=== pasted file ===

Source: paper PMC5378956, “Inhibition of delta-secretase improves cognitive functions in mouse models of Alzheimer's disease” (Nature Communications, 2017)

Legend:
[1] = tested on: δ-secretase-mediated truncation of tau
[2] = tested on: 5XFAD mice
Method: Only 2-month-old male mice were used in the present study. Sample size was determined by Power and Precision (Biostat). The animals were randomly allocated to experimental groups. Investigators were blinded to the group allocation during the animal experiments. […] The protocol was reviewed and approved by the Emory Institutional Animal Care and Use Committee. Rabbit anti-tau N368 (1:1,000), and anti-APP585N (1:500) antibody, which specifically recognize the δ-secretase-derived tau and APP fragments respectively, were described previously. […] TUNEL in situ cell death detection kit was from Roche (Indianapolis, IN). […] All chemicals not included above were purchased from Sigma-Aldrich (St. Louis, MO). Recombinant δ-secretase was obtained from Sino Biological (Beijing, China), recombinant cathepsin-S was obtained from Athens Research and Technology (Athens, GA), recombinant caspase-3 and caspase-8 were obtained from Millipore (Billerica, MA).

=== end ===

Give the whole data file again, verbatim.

Source: paper PMC5378956, “Inhibition of delta-secretase improves cognitive functions in mouse models of Alzheimer's disease” (Nature Communications, 2017)

Legend:
[1] = tested on: δ-secretase-mediated truncation of tau
[2] = tested on: 5XFAD mice
Method: Only 2-month-old male mice were used in the present study. Sample size was determined by Power and Precision (Biostat). The animals were randomly allocated to experimental groups. Investigators were blinded to the group allocation during the animal experiments. […] The protocol was reviewed and approved by the Emory Institutional Animal Care and Use Committee. Rabbit anti-tau N368 (1:1,000), and anti-APP585N (1:500) antibody, which specifically recognize the δ-secretase-derived tau and APP fragments respectively, were described previously. […] TUNEL in situ cell death detection kit was from Roche (Indianapolis, IN). […] All chemicals not included above were purchased from Sigma-Aldrich (St. Louis, MO). Recombinant δ-secretase was obtained from Sino Biological (Beijing, China), recombinant cathepsin-S was obtained from Athens Research and Technology (Athens, GA), recombinant caspase-3 and caspase-8 were obtained from Millipore (Billerica, MA).